The Great Pumpkin

It’s Up To You
March 31, 2016

I started eating clean several years ago and am very happy I did. I find I have much more energy and pass my annual physicals with flying colors. One of the first things I did when I decided to eat clean was to avoid all processed foods. Since I don’t particularly like to cook, this wasn’t an easy transition. It took some rethinking but now I treat processed food like poison with one exception.

The one exception to my “no processed food rule” is canned pumpkin. Now pumpkin may not seem like a food most of us would consider eating often but when you look at all the benefits pumpkin has to offer, you too will wonder why not.

Pumpkin happens to be one processed food that is better canned than fresh. (As with any food product you buy, be sure to read the label. In canned pumpkin you may find a small percentage of “squash” listed as one of the ingredients, which is not a bad thing however, if the label lists

I was surprised to learn that many professional cooks prefer using canned pumpkin in their recipes. Let me explain. Canned pumpkin is fresh pumpkin pureed and cooked down, removing the water. You can always puree fresh pumpkin yourself, but, again, I don’t like to cook so buying canned is much easier.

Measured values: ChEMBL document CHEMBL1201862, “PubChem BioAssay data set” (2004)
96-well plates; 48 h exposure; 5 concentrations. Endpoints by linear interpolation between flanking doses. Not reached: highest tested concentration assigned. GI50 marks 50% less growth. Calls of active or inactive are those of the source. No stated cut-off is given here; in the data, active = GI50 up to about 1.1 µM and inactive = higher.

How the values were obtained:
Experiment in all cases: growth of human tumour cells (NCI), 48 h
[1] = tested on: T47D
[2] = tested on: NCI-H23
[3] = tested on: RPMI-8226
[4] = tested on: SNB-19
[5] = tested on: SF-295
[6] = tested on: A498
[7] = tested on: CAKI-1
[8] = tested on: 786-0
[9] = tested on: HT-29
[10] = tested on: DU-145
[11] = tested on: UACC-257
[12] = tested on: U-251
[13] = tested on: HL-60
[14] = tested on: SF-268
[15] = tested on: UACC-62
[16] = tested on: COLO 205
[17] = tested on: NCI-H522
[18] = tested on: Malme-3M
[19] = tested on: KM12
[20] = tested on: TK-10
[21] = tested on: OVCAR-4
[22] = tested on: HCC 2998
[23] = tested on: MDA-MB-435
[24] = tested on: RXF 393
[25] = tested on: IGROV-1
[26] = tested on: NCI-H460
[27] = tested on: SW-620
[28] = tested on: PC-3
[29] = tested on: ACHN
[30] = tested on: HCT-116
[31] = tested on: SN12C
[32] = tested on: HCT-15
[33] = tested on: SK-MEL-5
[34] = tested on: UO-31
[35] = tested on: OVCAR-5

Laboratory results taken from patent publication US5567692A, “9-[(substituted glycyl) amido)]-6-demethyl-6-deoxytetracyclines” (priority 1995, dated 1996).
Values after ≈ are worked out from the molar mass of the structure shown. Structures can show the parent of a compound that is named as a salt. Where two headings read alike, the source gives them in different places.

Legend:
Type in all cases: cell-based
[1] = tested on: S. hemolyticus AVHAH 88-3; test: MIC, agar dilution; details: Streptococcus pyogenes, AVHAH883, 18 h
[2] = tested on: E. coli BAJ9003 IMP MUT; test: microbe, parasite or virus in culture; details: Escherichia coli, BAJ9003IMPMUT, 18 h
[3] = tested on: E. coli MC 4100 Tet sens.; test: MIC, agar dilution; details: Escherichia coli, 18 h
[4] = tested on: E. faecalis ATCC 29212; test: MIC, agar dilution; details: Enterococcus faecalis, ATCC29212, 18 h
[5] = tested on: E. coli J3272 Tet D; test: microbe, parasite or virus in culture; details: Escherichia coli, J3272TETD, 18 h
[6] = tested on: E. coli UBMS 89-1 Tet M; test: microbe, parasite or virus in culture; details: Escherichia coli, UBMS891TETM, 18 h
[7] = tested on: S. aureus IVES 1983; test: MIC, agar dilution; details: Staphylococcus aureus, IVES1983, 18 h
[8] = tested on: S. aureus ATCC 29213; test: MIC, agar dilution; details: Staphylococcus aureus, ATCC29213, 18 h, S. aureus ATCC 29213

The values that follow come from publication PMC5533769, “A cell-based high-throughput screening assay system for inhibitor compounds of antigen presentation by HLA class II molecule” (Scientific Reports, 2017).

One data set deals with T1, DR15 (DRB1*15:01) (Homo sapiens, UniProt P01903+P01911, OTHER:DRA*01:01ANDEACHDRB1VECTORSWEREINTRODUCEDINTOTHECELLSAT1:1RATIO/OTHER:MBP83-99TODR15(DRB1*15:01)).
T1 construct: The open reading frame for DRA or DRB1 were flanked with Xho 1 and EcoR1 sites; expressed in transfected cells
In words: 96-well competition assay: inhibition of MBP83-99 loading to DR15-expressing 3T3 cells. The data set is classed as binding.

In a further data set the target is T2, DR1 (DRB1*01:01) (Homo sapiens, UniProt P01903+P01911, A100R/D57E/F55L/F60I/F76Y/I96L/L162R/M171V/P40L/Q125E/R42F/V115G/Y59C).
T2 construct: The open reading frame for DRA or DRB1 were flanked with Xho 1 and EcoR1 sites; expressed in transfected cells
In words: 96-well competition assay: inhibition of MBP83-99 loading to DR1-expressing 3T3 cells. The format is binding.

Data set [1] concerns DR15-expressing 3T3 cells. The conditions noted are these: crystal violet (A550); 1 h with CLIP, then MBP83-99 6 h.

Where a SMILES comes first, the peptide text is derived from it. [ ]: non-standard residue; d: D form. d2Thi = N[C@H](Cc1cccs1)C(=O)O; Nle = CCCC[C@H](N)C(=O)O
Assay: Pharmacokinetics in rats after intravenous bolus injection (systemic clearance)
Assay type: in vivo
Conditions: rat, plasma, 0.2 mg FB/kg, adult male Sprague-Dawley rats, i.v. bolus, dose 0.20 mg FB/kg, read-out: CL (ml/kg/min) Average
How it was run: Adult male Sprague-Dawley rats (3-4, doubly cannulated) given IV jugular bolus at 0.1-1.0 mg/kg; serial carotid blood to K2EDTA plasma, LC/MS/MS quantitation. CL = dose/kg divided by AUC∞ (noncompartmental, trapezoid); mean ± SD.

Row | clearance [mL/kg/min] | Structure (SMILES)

The process used to make pumpkin puree simply concentrates all of the pumpkin’s nutrients making them easier to absorb. A pumpkin may not look all that appetizing but it’s very tasty and there are a significant amount of nutrients in the mighty pumpkin. It’s also low in calories and packed with lots of fiber.

The fiber content alone should put pumpkin at the top of your grocery list. Not only does fiber help with weight management because you feel full longer, a high fiber diet has been proven to reduce the risk of heart disease. Pumpkins are high in vitamin A, which promotes good vision and the antioxidant beta-carotene that give pumpkins their rich orange color may prevent certain types of cancers.

The carotenoids in pumpkin are great for your skin and may actually help keep wrinkles at bay and the Vitamin C is great for your immune system.

There is one problem. I don’t think I’m alone on this but when I think of eating pumpkin, I think of pumpkin pie and pumpkin bread. Luckily there are many healthier alternatives to pies and breads for incorporating pumpkin into your diet.

You could start your day with a pumpkin smoothie, add a little pumpkin puree to your oatmeal or make up a batch of oatmeal pumpkin pancakes. Enjoy a bowl of pumpkin soup or mix some in your yogurt for lunch. Nibble on pumpkin seeds for a snack or add some to your hummus recipe. A little pumpkin won’t significantly change the flavor of your favorite stew or pasta sauce but you’ll get the added benefits that pumpkins provide.

Looking for a sweet addition to your diet? Pick up a can of pumpkin. It’s a win win!

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